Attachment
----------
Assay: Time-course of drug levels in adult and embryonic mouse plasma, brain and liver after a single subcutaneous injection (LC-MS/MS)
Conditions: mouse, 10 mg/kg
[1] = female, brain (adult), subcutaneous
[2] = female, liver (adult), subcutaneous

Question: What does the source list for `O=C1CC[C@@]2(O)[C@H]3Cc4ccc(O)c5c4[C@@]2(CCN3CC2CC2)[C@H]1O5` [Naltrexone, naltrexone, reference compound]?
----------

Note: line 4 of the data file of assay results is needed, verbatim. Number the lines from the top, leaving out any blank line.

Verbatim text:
[2] = female, liver (adult), subcutaneous